There are not many hotels where you hear noisy freehubs ticking outside your room door at 10 in the evening, and again at eight in the morning. For three days a year, it's easy to find a place where this happens, though. Nested very near to the race course of Silverstone is Whittlebury Hall, the home of CORE bike show. Every year the hotel becomes the hub for the annual gathering of industry experts from brands to distributors and the cycling media, resulting in a full-on three-day buzz over the hottest cycling tech and of course, beautiful bikes.
To give you a glimpse of what goes on behind the closed doors, we took a few of the interesting bikes out for some snaps. Let's have a look at what we found!
Reilly Cycle Works - Fusion titanium aero road bike
First, we have the premium titanium road bike from the British bike maker Reilly. This is the very same model we reviewed last year but in a stunning anodised colourway and some nice Strada deep-section carbon wheels.
Reilly has used some cutting-edge titanium technology called investment casting on the Fusion's frame. The technology allows Reilly to mimic the aero shapes usually associated with a carbon mould or 3D printing but instead, it's all made with titanium tubing.
And if you would prefer a fully anodised bike, we also pictured the Reilly mechanic Isaac Wright's golden race machine (above). The bike weighs about 8.6kg, and really does spark the question about whether carbon is the only material we should consider for aero race bikes. Check out the details and build options of the Reilly Fusion on the website.
Basso Astra road bike
Basso Astra is the brand's established race bike model, which now comes with tyre clearance for 35mm rubber adding some more versatility to it.
Basso says the new Astra maintains road bike capability, but the refined details have made it less nervous and more comfortable with the geometry borrowed from steel models. It's lightweight, although not super light, with the carbon frame tipping the scales at 980g. This bike is compatible with all the Basso accessories and comes with an integrated seat post clamp.
This show model is equipped with Shimano 105 Di2 groupset, but there are higher-end options with Sram, Shimano and Campagnolo configurations available. The full details of the new Astra and the build options are available on Basso's website.
Cameron Mason's Specialized S-Works Crux
This one is not anything new, really, just a pro cyclist's cool race bike that was showcased with the cyclocross mud still crusting the Challenge tyres.
This bike is the team bike of the 22-year-old Scotsman Cameron Mason, who just last month won the British Cyclocross Championships and a top-10 spot at the World Champs.
Mason is part of the British Trinity Racing Team, which has given his bike eye-catching aesthetic details. The bike is rolling on Zipp 303 Firecrest wheels and Challenge tyres, while shifting is handled by Sram's Force eTap AXS groupset.
Orro Terra Ti gravel bike
This is a bike we teased you about last year, and it is now finally out. The Orro Terra Ti is much like the brand's other Terra C gravel bike, but just made out of titanium.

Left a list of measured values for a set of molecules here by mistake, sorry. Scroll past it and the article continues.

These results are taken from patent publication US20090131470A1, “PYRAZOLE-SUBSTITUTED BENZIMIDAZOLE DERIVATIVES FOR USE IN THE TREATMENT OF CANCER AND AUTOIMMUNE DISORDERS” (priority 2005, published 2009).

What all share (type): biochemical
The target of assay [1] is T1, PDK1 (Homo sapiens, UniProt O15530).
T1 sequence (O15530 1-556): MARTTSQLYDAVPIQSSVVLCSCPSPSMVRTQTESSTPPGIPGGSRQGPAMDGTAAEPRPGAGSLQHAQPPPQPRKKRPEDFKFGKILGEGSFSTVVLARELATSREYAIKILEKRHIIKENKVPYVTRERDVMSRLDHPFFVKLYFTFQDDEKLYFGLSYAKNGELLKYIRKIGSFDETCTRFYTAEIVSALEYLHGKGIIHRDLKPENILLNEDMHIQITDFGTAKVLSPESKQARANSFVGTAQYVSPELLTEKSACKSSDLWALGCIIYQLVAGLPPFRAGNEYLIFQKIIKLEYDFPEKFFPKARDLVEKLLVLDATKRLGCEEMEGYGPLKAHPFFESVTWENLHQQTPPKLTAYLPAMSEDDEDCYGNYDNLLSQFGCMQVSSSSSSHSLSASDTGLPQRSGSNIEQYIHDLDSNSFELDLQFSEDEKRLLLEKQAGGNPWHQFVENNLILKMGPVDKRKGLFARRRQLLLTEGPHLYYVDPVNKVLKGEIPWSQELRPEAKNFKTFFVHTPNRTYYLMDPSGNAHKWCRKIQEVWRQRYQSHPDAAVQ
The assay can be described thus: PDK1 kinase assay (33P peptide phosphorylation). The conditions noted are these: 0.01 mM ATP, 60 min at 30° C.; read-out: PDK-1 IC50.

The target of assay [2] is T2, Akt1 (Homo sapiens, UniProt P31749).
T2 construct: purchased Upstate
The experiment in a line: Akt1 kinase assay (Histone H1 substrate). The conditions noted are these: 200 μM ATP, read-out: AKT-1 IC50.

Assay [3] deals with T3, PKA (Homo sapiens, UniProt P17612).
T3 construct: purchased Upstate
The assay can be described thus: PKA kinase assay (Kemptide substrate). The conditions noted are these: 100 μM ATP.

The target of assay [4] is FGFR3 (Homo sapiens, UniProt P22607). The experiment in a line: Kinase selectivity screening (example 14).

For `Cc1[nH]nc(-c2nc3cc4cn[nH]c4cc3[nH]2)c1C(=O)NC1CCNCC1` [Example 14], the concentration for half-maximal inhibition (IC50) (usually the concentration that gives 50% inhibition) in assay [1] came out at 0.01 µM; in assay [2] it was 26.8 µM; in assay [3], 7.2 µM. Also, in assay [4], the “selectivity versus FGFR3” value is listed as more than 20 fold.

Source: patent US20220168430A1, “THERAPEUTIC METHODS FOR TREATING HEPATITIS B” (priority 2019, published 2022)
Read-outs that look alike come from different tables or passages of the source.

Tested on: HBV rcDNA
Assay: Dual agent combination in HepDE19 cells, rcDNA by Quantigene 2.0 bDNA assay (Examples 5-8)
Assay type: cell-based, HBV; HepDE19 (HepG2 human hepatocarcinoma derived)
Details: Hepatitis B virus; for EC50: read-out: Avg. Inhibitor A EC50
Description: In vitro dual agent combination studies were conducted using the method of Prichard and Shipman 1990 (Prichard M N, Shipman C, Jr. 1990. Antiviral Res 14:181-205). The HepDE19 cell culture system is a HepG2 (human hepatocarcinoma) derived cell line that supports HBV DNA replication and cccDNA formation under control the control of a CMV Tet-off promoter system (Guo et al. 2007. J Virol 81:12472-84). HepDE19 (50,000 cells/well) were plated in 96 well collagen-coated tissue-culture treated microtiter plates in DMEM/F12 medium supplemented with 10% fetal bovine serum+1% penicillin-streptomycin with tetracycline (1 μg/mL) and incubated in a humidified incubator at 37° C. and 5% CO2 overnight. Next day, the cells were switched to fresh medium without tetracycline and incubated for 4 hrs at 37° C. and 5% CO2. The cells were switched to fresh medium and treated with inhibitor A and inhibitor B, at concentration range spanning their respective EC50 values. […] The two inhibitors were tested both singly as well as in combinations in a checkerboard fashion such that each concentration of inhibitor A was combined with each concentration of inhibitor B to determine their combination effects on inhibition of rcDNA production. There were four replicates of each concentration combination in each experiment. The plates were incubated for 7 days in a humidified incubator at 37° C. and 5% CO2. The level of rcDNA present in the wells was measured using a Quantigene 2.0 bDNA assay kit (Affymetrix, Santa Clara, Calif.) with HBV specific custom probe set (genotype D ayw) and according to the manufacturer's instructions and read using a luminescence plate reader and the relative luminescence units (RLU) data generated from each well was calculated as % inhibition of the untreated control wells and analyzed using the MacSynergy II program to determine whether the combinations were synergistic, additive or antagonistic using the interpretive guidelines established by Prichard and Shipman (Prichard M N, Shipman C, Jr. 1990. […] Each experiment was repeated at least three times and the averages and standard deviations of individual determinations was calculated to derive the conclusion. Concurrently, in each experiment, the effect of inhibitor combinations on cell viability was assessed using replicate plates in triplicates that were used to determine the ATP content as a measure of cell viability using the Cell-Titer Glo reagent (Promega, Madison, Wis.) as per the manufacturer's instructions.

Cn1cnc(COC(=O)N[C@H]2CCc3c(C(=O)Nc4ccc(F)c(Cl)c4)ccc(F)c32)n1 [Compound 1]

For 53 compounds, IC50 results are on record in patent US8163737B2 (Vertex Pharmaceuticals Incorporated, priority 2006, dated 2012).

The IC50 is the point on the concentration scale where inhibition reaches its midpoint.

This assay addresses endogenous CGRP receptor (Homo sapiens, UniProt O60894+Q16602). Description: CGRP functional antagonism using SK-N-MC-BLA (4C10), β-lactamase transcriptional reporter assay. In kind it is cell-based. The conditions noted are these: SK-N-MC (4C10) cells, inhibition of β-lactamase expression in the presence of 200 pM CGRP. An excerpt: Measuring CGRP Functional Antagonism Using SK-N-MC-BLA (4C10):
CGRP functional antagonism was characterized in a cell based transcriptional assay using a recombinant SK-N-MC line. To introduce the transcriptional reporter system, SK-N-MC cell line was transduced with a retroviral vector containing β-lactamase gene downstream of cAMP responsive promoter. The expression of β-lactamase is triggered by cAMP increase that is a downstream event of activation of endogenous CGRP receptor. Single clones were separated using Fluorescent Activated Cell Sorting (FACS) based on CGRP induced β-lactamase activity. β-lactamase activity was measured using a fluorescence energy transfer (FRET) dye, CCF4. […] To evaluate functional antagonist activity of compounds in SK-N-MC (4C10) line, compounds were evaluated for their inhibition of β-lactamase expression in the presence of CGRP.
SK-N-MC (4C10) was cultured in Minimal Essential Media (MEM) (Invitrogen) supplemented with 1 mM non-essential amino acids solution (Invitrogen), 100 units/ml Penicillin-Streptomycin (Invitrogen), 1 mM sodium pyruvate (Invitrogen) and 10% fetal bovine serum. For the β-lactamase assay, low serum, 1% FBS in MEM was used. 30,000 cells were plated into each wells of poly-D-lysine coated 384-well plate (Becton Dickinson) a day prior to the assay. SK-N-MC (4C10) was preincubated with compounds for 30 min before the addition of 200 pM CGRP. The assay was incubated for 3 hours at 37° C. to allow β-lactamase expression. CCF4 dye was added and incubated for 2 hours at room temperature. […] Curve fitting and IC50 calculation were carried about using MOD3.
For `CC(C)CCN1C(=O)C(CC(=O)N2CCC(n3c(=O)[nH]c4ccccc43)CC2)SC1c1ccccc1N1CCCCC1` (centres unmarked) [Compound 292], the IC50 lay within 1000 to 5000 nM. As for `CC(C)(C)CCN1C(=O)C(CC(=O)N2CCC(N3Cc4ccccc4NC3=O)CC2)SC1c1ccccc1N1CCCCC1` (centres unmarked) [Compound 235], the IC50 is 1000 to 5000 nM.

It features a trusty T47 threaded bottom bracket, fully integrated cables, internal dynamo routing and most interestingly, you can adjust the fork rake on this bike.
> Your complete guide to Shimano’s GRX gravel groupset
The GRX 800 1x specced bike on show here sets you back £4,199, so it does represent pretty good value for money as well. Check out the details from Orro's website.
Orro Venturi S
Orro's Venturi S is a brand new road bike that we can see here, but don't have many details of yet.
The brand new Venturi looks like its predecessors: a fast race machine that will power you up the hills, and I believe this new model will do that even faster due to its lighter weight. We'll need to wait for the full details and release date, but it does look like a bike that will please many.
And finally, we have a WorldTour bike that has left some rolling in their graves in the boot-shaped country. When Colnago, a very traditional Italian bike brand, launched the V4RS back in December, it came with a claim to have the lightest frame ever (of course). With the new frame that was built in a carbon factory in Asia instead of handmade in Italy, the bike left behind the long Italian traditions and also, the Campagnolo groupset.
Now, this WorldTour Team UAE bike comes with a Shimano groupset. Whether it is sacrilege or not to combine the Italian bike with the Japanese groupset, I think the bike is beautiful with its colourful detailing and classic design. It's also very likely a bike we'll see on multiple podium spots in the next few months (no pressure Tadej and Marta).
What do you think of these show bikes? Let us know in the comments below!
He was several lengths ahead of the next rider, never mind anyone else! https://twitter.com/giroditalia/status/1662867544691097604
To his credit, he did champion Motown back in the day.
. 'global attitude adjustment'. . That's right. Start with the small stuff, then move on to bigger things. . Good luck. .
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